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The Wheat Stone Bridge Lab Report

The Wheat Stone Bridge Lab Report

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Published by Emily Gatlin
Algebra Based physics lab report on the principles behind the Wheatstone Bridge
Algebra Based physics lab report on the principles behind the Wheatstone Bridge

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Published by: Emily Gatlin on Mar 03, 2009
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05/03/2013

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Wheatstone Bridge
 
Name: Emily A. GatlinPartner: Whitney HeastonDate Performed: February 4
th
, 2009Date: February 11
th
, 2009T.A. John CaruthPage 1PURPOSEIn many common electronic devices, a device called a Wheatstone bridge establishes a referencevoltage or maintains a constant electric potential ratio within linear operational amplifier circuits. Thisexperiment teaches the how to use a potentiometer in order to understand the basic This lab showsthe basic concept of how a Wheatstone bridge operates to allow the calculation of an unknownresistance using a standard resistance with the relationships between the resistance of a specifiedmaterial, its resistivity, the length involved and the cross-sectional area. Lastly, this experiment
requires the calculation of several conductors’ resistivities.
 INTRODUCTIONThe Wheatstone bridge gives a precise method to measure resistance against a known standard.Within a Wheatstone bridge, a comparative device measures two additional relative resistances fromtwo separate resistors. The relative resistance equals the lengths of a divided wire wound in a coil of ten-turns within a potentiometer, a device allowing the manipulation of this resistance ration. Thus,the Wheatstone bridge utilizes repetitive comparisons of potentials to find the equipotential settings.Within this experiment, a voltmeter is used as the null detector and is placed as shown in the diagram.From the diagram, the Wheatstone bridge achieves balance when point B is at the same potential aspoint C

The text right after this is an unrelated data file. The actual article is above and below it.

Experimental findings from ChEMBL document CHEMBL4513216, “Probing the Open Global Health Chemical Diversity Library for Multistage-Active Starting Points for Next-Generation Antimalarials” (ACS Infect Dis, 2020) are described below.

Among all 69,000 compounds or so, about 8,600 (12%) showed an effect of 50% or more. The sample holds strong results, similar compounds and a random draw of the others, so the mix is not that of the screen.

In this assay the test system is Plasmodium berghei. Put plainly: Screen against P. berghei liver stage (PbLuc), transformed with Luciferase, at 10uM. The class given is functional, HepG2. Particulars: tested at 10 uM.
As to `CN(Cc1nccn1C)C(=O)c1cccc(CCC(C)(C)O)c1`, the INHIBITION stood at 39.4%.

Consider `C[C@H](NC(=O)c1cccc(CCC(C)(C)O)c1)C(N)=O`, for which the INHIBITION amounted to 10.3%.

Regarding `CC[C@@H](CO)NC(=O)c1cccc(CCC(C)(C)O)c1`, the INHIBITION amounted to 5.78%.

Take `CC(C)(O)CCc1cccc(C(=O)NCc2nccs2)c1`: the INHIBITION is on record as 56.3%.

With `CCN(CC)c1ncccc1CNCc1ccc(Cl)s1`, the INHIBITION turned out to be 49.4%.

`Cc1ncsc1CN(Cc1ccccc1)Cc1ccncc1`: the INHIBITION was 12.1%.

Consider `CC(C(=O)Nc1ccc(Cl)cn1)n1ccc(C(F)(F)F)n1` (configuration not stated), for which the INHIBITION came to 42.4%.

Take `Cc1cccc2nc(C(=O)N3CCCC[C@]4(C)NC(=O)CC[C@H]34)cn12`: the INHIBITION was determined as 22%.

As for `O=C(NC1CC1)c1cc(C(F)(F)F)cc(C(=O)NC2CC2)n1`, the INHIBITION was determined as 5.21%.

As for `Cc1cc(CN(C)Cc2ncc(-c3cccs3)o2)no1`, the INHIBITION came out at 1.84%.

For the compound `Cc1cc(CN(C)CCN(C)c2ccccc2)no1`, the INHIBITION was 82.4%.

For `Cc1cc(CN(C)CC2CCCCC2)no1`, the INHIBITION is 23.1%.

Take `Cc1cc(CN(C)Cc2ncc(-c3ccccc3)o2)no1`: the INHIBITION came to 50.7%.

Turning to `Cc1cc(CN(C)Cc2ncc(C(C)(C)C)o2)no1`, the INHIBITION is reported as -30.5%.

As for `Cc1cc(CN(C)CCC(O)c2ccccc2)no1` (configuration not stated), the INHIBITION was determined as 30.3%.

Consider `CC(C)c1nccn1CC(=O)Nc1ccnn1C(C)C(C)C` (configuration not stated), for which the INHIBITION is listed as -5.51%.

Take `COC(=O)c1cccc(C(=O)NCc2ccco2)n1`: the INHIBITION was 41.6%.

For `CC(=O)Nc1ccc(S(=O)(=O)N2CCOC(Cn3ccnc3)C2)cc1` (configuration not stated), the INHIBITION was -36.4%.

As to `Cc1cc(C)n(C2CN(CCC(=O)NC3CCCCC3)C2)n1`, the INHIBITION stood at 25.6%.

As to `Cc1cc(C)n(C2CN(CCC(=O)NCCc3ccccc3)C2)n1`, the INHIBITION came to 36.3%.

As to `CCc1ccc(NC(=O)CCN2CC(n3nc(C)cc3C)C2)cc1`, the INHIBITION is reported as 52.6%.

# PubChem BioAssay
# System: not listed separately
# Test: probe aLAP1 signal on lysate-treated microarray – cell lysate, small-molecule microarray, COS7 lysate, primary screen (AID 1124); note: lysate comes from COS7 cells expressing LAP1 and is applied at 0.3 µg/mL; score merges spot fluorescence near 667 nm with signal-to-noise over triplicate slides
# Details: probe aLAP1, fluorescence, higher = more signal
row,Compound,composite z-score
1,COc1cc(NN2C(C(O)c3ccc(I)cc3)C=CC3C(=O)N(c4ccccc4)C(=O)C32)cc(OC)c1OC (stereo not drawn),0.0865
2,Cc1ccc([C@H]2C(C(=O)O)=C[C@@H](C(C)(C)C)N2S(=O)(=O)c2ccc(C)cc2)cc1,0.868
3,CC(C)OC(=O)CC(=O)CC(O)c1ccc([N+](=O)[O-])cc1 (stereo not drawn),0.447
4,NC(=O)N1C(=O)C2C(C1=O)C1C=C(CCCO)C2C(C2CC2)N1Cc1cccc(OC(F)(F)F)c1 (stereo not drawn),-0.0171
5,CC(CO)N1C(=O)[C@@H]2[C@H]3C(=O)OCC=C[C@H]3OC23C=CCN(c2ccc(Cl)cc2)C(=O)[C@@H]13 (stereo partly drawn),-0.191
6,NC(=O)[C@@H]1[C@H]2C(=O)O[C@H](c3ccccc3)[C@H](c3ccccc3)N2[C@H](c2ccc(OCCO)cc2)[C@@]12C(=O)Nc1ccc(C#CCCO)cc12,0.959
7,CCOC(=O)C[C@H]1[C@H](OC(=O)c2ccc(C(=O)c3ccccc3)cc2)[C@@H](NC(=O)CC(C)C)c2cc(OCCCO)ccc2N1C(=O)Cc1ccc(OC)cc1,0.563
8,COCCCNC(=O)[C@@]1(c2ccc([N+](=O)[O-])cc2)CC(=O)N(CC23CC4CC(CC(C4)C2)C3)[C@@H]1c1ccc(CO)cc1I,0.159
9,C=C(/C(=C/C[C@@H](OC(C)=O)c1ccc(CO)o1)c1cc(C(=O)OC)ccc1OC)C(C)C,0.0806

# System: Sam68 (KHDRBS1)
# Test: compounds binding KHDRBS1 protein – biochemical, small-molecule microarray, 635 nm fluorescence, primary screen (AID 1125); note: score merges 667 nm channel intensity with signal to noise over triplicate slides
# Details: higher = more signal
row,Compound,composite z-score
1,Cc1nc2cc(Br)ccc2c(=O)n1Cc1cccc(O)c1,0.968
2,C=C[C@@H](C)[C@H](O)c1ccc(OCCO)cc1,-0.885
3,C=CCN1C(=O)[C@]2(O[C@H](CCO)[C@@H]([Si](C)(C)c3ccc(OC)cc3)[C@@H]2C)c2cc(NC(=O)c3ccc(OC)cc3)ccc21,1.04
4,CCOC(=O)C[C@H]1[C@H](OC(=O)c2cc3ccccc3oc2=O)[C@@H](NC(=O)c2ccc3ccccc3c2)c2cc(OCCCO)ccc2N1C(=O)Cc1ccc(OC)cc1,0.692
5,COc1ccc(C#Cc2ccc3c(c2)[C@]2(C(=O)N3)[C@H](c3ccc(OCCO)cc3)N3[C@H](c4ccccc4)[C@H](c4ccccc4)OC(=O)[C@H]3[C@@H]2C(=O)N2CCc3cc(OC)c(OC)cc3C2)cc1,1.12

where no current flows from B
through the voltmeter.
 
Emily A. Gatlin Wheatstone Bridge February 11, 2009Page 2Therefore:Divide these equations together to get:The Wheatstone bridge uses the potentiometer whose sliding contact manipulates the resistance to beproportional to the length of the wire where this sliding contact is located.The bridge is balanced by manipulating this contact until no potential difference is detected. At thebalance point (B), the divisions of the wire lengths, and exist in proportional quantities to theresistance.and where and since length is proportional to thenumber of turns, the length ratio equals the ration to turns.Clearly, the Wheatstone bridge uses the standard and the relative lengths/turns of a divided uniformwire to compute the unknown resistance.
R
x
R
s
 IA I
2
V I
2
DR
1
B R
2
I
1
I
1
I
Power Supply +
 
C
 
Emily A. Gatlin Wheatstone Bridge February 11, 2009Page 3It follows that the since the uniform conducting material directly correlates to the length of thematerial, but is inversely proportional to the cross-sectional area, the constant of proportionality or
resistivity
for a certain temperature varies across materials. However, if a conductor shaped in a longcylindrical fashion (wire), then resistance is:Therefore, this constant allows the calculation of the resistance.PROCEDUREThe apparatus for the Wheatstone bridge is a ten-turn potentiometer, a voltmeter, a standard decaderesistance box, set of resistance spools of wire, a power supply, a momentary contact switch, and a setof connecting wires. After the apparatus is assembled correctly, using the concept that at equalresistance, the potential is zero at the null point of the Wheatstone bridge. After we found the nullpoint, the ratios from the length along with the known resistivities provide the necessary data to
calculate the various resistors’ resistances.
DATA
Data Table I
Coil No. n
1
10.00-n
1
R
s
R
x
 
1 3.92 6.08 1.00E+00 6.45E-012 5.31 4.69 2.00E+00 2.26E+003 5.04 4.96 1.00E+00 1.02E+004 5.90 4.10 3.00E+00 4.32E+005 5.07 4.93 9.00E+00 9.26E+00

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what are u mean this...??
Sneha Ramakrishnan added this note
i have doubt as to y is the null point obtained in the middle one third of the wire ??? rep asap
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